Energy in Asia
- Across Asia, energy markets are striving to balance sustainability needs with increasing energy demands and faltering power grids
- Multiple markets are anticipating or currently negotiating widespread power failures from flooding, heatwaves, and other extreme climate events
- Brands and governments are endeavoring to increase investment in renewables while also securing enough resources to meet current demand
- However, many markets in the region are facing additional energy disruptions on multiple fronts and struggling to negotiate the competing priorities
For the first time, Singapore will partly be powered by electricity from Malaysia during the country’s coming peak period. In India, campaigning political parties are promising free weeks of electricity to help ease cost-of-living stresses for constituents. The Indonesian government has increased its coal mining target for 2023 by 50 million tonnes.
The Asia Pacific region is currently negotiating a complex energy market of escalating challenges. Local energy markets are striving to transition to more sustainable power grids while facing unprecedented demand, growing climate disruptions, and widespread system failures.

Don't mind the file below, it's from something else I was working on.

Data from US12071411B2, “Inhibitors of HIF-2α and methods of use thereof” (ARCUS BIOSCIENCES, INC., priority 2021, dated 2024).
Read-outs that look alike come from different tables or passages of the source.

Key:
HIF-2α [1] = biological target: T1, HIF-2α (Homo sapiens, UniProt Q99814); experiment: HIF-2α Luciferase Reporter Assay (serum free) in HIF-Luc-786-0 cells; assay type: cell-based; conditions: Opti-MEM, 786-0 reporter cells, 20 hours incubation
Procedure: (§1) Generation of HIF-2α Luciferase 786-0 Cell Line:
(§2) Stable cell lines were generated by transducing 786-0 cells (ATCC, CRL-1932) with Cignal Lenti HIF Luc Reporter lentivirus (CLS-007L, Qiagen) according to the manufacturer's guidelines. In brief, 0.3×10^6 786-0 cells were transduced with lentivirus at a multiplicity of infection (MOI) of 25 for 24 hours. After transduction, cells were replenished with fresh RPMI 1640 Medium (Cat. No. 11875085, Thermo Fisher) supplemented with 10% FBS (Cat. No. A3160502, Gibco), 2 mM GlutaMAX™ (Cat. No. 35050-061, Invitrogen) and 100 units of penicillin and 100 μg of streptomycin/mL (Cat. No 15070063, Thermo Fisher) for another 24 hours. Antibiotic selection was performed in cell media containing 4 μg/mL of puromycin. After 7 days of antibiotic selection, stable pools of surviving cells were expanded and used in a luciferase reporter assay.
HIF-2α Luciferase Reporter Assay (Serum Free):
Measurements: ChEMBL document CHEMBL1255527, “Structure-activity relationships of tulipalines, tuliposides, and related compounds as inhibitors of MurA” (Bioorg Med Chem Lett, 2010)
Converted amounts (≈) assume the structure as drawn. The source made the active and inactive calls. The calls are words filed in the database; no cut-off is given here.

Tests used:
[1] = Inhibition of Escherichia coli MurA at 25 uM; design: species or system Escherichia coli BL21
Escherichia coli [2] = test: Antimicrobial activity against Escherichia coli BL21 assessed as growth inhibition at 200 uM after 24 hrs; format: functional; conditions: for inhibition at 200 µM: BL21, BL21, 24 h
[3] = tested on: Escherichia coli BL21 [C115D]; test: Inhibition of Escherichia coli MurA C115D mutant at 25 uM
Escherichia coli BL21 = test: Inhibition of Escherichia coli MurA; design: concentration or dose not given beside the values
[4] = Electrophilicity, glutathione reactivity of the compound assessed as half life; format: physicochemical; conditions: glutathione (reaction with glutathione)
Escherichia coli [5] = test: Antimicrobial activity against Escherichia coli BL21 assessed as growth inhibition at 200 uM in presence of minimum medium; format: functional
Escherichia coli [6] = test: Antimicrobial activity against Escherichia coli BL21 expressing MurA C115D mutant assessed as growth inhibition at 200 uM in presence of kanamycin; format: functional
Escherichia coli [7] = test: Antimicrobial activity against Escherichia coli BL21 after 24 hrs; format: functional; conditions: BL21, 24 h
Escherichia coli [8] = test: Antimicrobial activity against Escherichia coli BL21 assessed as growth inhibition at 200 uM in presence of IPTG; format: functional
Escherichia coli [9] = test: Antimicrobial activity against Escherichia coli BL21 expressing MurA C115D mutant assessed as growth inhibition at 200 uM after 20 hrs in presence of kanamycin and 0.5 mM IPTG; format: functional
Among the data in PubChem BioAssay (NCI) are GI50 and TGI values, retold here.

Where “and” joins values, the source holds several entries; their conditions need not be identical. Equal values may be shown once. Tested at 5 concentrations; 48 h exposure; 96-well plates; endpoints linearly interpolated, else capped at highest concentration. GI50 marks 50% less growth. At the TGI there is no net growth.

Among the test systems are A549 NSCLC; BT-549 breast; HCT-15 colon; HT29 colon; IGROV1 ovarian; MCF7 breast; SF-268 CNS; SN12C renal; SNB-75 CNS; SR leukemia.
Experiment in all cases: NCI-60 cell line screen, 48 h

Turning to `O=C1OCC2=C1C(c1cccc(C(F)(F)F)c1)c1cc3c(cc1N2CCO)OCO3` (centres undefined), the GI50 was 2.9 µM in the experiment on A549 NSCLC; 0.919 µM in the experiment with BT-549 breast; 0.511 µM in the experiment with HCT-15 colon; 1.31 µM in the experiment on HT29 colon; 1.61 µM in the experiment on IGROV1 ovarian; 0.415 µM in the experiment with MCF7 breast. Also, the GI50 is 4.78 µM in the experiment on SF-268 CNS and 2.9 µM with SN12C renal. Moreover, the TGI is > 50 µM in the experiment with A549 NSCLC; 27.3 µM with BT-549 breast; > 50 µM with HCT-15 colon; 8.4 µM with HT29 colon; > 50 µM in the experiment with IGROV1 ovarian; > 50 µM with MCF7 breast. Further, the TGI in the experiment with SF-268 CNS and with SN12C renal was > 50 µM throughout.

In New Zealand, thousands of homes have been left without power after unprecedented severe flooding. In Australia, multiple states are anticipating widespread blackouts in the wake of looming heatwaves and rising power usage. In Thailand, fuel consumption has increased by 13.5% in the past year.
In response, governments and organizations are trying to both accelerate renewable energy transition and secure enough resources to meet current demand. The Indian government is expected to devote the majority of the next budget to energy transition while maximising coal power production to support growing demand.
Japan has newly opened its first major offshore commercial wind power farm. The government of Bangladesh has recently purchased gas for the first time in eight months to support growing energy needs. One of the world’s largest homewares retailers has invested a 15% stake in US$1.4 billion wind farm being built in Australia.
Unfortunately, energy sectors throughout the region are also facing a variety of additional challenges. One of India’s largest resource multinationals and electricity providers has recently lost over US$100 billion following allegations of fraud, market manipulation, and unreported debt.
Proposed consumer protection legislation in Singapore is expected to place additional pressures on power companies. In Australia, 100,000 tonnes of coal originally intended to support beleaguered power grids in regional communities has been unable to be transported on account of severe climate events.
The APAC Intelligence Bulletin is prepared by Weber Shandwick’s APAC Intelligence community. To leverage their expertise for your organization, get in touch